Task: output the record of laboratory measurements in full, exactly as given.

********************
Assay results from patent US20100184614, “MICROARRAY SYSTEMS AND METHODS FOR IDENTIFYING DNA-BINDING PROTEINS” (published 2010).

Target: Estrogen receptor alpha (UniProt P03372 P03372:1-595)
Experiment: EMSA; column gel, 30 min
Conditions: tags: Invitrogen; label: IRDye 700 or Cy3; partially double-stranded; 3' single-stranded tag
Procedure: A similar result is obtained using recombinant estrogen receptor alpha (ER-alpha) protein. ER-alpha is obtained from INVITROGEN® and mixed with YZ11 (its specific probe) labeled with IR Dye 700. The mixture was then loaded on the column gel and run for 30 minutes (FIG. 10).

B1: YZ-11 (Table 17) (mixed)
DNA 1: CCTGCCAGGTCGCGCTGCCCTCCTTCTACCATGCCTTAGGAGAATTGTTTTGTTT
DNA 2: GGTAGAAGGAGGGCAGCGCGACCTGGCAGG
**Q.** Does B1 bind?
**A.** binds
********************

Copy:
Assay results from patent US20100184614, “MICROARRAY SYSTEMS AND METHODS FOR IDENTIFYING DNA-BINDING PROTEINS” (published 2010).

Target: Estrogen receptor alpha (UniProt P03372 P03372:1-595)
Experiment: EMSA; column gel, 30 min
Conditions: tags: Invitrogen; label: IRDye 700 or Cy3; partially double-stranded; 3' single-stranded tag
Procedure: A similar result is obtained using recombinant estrogen receptor alpha (ER-alpha) protein. ER-alpha is obtained from INVITROGEN® and mixed with YZ11 (its specific probe) labeled with IR Dye 700. The mixture was then loaded on the column gel and run for 30 minutes (FIG. 10).

B1: YZ-11 (Table 17) (mixed)
DNA 1: CCTGCCAGGTCGCGCTGCCCTCCTTCTACCATGCCTTAGGAGAATTGTTTTGTTT
DNA 2: GGTAGAAGGAGGGCAGCGCGACCTGGCAGG
**Q.** Does B1 bind?
**A.** binds